My neighborhood is pretty hip. We've got a community E-mail group, Web site, and Weblog. Lost a dog? News alerts can be sent out instantly. Need a carpenter? Post your request on the site or send E-mail, and recommendations will come your way. Want to know the list price of the house for sale down the street? Or what your new neighbors paid for their house? No need to look any further than your in-box. We've got a guy in the neighborhood who gets all of the data and makes it available to everyone. I guess you could call it our community form of cutting out the middleman.
It's something that came to mind the other day when I read an article about the Justice Department threatening to file a suit to block a proposed move by the National Association of Realtors to prevent upstart brokerage firms from making home listings available on public Web sites. Allowing consumers to search home listings on their own before selecting an agent or deciding to sell a home without an agent is something the NAR apparently believes is a bad idea.
But maybe it's time for the real-estate industry to rethink its business model. Perhaps it should take a look at the airline and hotel industries and how the Internet has changed their business models. Or look at Ameritrade and E-Trade and the impact they've had on stock trading. And what about the car business? The Internet lets consumers do all of their own searching and comparison pricing, essentially turning some dealers into fulfillment sources. Or how about the music industry? Can you imagine not being able to purchase songs online? Plenty of industries have fought new business models brought about by the Internet. But how many have won? The NAR should pay close attention to that statistic.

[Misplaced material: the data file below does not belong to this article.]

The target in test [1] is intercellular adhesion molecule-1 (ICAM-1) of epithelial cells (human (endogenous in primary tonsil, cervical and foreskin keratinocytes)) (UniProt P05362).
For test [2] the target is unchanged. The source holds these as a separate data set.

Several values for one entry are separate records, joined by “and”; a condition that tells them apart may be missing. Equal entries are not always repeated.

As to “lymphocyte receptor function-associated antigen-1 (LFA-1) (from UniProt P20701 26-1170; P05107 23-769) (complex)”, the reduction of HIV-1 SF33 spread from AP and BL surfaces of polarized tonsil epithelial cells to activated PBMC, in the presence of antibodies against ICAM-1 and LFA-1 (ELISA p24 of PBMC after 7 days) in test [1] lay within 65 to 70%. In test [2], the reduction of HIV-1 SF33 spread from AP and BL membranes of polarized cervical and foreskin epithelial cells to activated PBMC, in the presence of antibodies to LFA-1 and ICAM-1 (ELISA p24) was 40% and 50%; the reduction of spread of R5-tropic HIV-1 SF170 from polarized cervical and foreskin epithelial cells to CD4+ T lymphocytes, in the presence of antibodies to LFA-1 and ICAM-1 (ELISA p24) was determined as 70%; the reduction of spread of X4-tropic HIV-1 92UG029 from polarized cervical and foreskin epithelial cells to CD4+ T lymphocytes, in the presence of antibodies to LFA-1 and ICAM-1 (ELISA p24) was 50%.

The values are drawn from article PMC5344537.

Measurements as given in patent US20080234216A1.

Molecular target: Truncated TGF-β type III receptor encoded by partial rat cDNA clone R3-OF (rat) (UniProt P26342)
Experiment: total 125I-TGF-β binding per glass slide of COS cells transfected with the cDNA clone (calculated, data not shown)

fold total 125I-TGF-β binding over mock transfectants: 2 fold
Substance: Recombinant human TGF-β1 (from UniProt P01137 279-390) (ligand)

How Enterprises Are Attacking the IT Security EnterpriseTo learn more about what organizations are doing to tackle attacks and threats we surveyed a group of 300 IT and infosec professionals to find out what their biggest IT security challenges are and what they're doing to defend against today's threats. Download the report to see what they're saying.
Infographic: The State of DevOps in 2017Is DevOps helping organizations reduce costs and time-to-market for software releases? What's getting in the way of DevOps adoption? Find out in this InformationWeek and Interop ITX infographic on the state of DevOps in 2017.
2017 State of IT ReportIn today's technology-driven world, "innovation" has become a basic expectation. IT leaders are tasked with making technical magic, improving customer experience, and boosting the bottom line -- yet often without any increase to the IT budget. How are organizations striking the balance between new initiatives and cost control? Download our report to learn about the biggest challenges and how savvy IT executives are overcoming them.